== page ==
When youth age out of the foster care system at age 18, they often struggle with navigating through the complicated world of adulthood without a network of support.

Local organizations providing supportive services to foster care youth are meeting at St. Phillips College on Wednesday to build a one-stop shop to provide San Antonio foster youth and alumni with resources to develop life skills, pursue higher education, and become productive members of their community once they age out of the foster care system.

The Summit: Creating Vision and Victory for Life After Foster Care, is spearheaded by Bexar County District Court Judge Renée Yanta, who founded the PEARLS Court for teenage girls in foster care, which is a twice-monthly program providing group therapy, life skills classes, and mentors for up to 35 girls in state care.

“We took on the responsibility of being a parent to these kids when we terminated their parents’ rights because they weren’t safe, and that means we have a responsibility toward them,” Yanta said. “If we can create a coordinated vision among all of us, it would enable this population of young people to be more victorious in their lives.”

In July, Bexar County housed 1,951 of the state’s 16,995 foster care youth in private foster homes, group homes, emergency shelters, and residential treatment centers, according to the Department of Family and Protective Services.

When children are in foster care, they are paired with a case manager who helps connect them to services. But most of those services disappear when youth age out of foster care, and many are left trying to manage their needs on their own. Although there are services for those who turn 18 and are no longer under state care, including free college tuition, housing, and mentor programs, accessing those services can become difficult without a safety net of support, Yanta said.

“I had really good kids, but when my daughter was 18 she could not have managed it all on her own, and I still helped a lot with enabling her to make good decisions,” Yanta said.

Aariana Spencer was put into foster care in 2008 when she and her siblings were removed from their home following allegations of abuse by step-grandparents. Spencer struggled during her time in foster care. The family she was placed with eventually chose to adopt her sister and not her, and she was placed back into the system.

“As a child, I felt misunderstood and I created a lot of problems for myself because [of how I behaved],” said Spencer, who will be attending the summit on Wednesday to speak to the importance of coordinated care for foster youth past age 18.

After graduating high school, Spencer got her own apartment and started building a new life, but hit a snag at age 18 when legal trouble caused a rift in her long-term plans, and she found herself reaching out for support.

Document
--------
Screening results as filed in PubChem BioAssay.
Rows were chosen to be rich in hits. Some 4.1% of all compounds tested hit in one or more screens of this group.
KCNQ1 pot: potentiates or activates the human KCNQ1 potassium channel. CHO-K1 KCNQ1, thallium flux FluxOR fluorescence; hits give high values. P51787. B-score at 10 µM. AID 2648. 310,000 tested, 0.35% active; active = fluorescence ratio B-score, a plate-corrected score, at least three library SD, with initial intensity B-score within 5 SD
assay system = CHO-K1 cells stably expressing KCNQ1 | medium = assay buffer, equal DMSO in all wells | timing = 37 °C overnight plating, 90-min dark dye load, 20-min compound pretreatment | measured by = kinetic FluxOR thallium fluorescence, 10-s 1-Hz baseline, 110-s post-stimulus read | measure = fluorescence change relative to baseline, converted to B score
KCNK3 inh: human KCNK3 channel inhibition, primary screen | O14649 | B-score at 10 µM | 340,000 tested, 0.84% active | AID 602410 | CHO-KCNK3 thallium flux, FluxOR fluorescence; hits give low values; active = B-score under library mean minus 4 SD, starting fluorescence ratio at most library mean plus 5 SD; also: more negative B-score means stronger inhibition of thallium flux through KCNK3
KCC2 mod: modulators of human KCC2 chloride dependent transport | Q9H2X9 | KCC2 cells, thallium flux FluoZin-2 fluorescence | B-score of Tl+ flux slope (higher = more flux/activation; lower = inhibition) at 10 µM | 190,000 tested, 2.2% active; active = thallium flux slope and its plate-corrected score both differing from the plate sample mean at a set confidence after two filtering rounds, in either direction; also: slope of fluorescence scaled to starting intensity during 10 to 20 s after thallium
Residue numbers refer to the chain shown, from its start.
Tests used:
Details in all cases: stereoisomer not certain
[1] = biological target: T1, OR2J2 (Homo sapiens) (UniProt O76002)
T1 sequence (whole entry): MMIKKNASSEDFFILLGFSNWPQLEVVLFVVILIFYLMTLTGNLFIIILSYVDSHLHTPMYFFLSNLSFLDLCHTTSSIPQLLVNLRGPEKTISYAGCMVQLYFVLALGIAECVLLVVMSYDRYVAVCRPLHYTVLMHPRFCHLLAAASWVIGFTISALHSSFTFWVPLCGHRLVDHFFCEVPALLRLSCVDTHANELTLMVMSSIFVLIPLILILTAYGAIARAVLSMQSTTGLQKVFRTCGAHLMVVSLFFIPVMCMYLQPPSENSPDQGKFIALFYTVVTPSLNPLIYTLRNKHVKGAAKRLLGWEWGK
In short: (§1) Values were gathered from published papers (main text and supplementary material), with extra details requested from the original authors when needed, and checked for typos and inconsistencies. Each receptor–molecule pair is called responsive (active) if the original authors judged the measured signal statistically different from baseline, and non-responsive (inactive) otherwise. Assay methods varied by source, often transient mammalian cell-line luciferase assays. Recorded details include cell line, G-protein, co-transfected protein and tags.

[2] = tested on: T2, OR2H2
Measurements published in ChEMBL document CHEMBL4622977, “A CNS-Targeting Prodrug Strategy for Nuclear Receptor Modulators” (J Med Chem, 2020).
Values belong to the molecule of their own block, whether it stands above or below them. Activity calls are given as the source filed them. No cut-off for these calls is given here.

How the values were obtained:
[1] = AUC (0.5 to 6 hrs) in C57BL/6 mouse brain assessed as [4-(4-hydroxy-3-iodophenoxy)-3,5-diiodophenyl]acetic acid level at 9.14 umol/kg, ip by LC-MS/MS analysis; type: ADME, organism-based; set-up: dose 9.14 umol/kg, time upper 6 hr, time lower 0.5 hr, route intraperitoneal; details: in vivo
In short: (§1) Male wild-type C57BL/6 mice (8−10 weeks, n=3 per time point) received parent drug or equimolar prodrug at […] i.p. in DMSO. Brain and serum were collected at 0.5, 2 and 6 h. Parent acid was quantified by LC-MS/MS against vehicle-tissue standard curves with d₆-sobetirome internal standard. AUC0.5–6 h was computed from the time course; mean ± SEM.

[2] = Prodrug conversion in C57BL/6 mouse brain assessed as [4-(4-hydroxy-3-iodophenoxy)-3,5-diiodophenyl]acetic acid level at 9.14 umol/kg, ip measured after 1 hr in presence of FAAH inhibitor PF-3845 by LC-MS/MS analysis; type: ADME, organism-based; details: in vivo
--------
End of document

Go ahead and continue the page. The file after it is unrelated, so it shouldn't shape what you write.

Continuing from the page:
“I made the best of my situation and what was handed to me, and I always stayed positive,” she said, noting that she began looking at programs to aid with housing and educational assistance. This fall, she’ll begin studying business management at St. Phillip’s College.

Spencer told the Rivard Report that helping people access the resources available is key.

“They need to know that there is more to their life than the situation they are in,” she said. “And they might need help getting there.”

The summit will include conversations about barriers to transportation, housing, and economic stability for foster care alumni, with representatives from VIA Metropolitan Transit, the THRU Project, which provides mentors to foster care youth, and Roy Maas Youth Alternatives, which provides housing and educational services.

More than 135 people have registered to attend the summit.

At the end of the summit, Yanta will create an online referral source for youth to easily find help with obtaining a driver’s license, finding housing, and accessing mental health services.

The long-term goal of the annual summit is to create a community center for foster care youth and alumni to hang out, have access to mentors and resources, and feel a sense of belonging.

“We want to provide them more resources, and also give them ownership over a space where they can be positive, make connections, and create a safe space where they feel comfortable to learn and grow,” Yanta said.

Spencer, now 21, said that while her experience in foster care was difficult, she benefitted from it because it connected her to a system of help that she would not have otherwise had.

“Foster care made me, it didn’t break me. If I had [stayed] with my family, I would have been in trouble or in a bad situation a long time ago,” Spencer said. “Being in the system is not a bad thing because there are kids that need an escape, someone else to take care of them, someone else to show them love.”

The summit is open to the community and will take place at the Sutton Learning Center at St. Phillip’s College on Wed. Aug. 15, from 8:30 a.m. to 12 p.m. For more information and to register to attend, click here.

Roseanna Garza

Roseanna Garza

Roseanna Garza reports on health and bioscience for the San Antonio Report.